Our Tam O’Shanter pitcher sold yesterday. Yes, sometimes we actually acquire pieces that don’t need repair, paint, stencils or gild. They are lovely all on their own.
David discovered the pitcher at an estate sale. We are nowhere close to being experts on pottery, although we’ve acquired several pieces over the years. This small green pitcher had markings on the bottom, but we couldn’t read them. Perhaps it was yet another day when we both forgot our reading glasses. At home we examined the markings with a magnifying glass and plugged what we could read into the computer. We learned that our pitcher was made in 1835 in Hanley, England, by W. Ridgway & Co.
We bought it because David liked it and the price was right.
I began to research it and the story that I unraveled captivated me. The scenes on the front and back of the pitcher are based on Scottish poet Robert Burns’ popular narrative poem of 1791, Tam O’Shanter. Old Tam had experienced a harrowing night and relayed his tale to his angry wife once he arrived home.
Tam, a hale and hearty farmer, drank and dallied far too long in the local pub at market day’s end. As the clock neared midnight, lightening flashed overhead and rain drenched the countryside. Tom’s horse, Meg, carried her master toward the bridge to be crossed on the long ride home.
Bagpipe music wailed near a ruined church. In that roofless church Tam, too drunk to be terrified, witnessed Old Nick himself, and warlocks and witches dancing around an immense blaze. The furious music led to frenzied dancing and soon the witches, hot and sweaty, shucked down to their short undergarments. A jolly Tam cried out in appreciation. Alas, he alerted the evil throng. Pitch blackness descended.
Gallant Meg galloped madly for the bridge and safety, because everyone knows that witches can’t cross running water. With the bridge looming, a witch strained forward to grab Tam but Meg put on a bust of speed. The witch missed Tam but pulled out most of poor Meg’s tail, leaving only a stump.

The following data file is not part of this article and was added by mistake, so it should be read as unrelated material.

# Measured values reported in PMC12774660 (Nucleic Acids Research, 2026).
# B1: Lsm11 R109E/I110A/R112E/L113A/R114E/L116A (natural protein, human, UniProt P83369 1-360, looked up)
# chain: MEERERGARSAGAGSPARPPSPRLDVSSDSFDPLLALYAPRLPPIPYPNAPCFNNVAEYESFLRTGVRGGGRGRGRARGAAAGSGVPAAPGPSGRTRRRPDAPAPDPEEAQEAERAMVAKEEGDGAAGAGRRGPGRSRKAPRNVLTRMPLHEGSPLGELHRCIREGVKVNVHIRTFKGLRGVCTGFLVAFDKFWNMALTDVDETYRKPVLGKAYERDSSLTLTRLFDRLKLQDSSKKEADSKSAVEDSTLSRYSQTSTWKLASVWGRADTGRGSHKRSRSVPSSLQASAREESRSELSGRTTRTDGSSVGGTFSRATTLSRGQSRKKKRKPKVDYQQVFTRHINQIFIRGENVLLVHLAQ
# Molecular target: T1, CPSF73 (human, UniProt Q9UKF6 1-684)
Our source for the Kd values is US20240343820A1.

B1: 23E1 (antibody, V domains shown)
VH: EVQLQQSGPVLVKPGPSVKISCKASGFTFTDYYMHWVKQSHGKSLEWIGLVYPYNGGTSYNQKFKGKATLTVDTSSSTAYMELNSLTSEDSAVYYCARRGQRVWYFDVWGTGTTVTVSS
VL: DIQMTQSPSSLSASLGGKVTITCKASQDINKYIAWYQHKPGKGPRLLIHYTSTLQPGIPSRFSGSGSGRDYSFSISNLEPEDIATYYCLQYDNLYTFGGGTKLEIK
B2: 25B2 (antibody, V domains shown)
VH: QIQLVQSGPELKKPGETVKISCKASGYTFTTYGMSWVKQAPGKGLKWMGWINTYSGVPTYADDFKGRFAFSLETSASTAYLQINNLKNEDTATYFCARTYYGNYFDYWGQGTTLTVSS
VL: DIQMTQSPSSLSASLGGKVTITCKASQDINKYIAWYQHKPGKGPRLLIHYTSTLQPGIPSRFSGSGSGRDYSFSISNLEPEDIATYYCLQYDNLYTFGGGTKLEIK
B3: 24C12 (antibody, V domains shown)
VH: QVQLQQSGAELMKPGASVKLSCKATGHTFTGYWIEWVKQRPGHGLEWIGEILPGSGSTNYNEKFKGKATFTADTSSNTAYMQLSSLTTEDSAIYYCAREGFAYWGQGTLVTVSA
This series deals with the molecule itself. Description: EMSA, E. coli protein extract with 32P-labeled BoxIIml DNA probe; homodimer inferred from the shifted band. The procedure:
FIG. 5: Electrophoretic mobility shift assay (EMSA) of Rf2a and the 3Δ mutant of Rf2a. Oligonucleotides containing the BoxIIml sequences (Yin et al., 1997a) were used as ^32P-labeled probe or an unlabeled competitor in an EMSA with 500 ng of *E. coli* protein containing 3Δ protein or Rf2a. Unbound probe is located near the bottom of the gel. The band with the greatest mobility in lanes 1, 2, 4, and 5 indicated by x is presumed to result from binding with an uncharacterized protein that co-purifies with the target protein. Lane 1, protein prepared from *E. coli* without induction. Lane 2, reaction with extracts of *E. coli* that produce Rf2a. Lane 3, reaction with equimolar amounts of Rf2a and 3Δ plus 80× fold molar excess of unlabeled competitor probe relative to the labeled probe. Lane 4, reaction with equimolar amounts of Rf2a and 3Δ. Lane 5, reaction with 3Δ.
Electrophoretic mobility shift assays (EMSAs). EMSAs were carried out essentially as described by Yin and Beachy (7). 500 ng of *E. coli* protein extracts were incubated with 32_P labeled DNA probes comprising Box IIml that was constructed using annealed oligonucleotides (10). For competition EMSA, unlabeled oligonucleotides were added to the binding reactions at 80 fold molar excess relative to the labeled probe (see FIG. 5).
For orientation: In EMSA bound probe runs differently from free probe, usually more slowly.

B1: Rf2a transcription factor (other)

What a great story! How could Tam’s wife be upset when he narrowly escaped death?
One side of our pitcher features a relaxed Tam at the pub. The ale flows while the hearth’s fire warms the room.
The other side shows Tam on his frantic midnight ride home, galloping just ahead of a witch. The two scenes offer a strong contrast between the warmth of friendship and the chilling terror of ghosts.
The pitcher’s overarching handle depicts a witch’s hand grasping at a horse’s tail. Can you spot the hand? The one that yanked out poor Meg’s tail? Scottish thistle, flowers and leaves drape the neck of the pitcher.
I searched ebay to get an idea of comparable prices and saw wild fluctuations. I needed an expert appraisal. Finding a suitable site required even more research. Ultimately, I selected Value My Stuff. Within 48 hours I had an online appraisal by an expert, many of whom had worked for Sotheby’s and Christie’s, a certificate, and an online link for any customer wishing to read the appraisal. I was very satisfied. Has anyone else used this service? I’ve got to say, we sold the pitcher pretty quickly, and within the range that the expert suggested.
I’ll miss seeing the Tam O’Shanter pitcher in our shop but I was delighted to learn his adventurous tale.
Ann Marie and David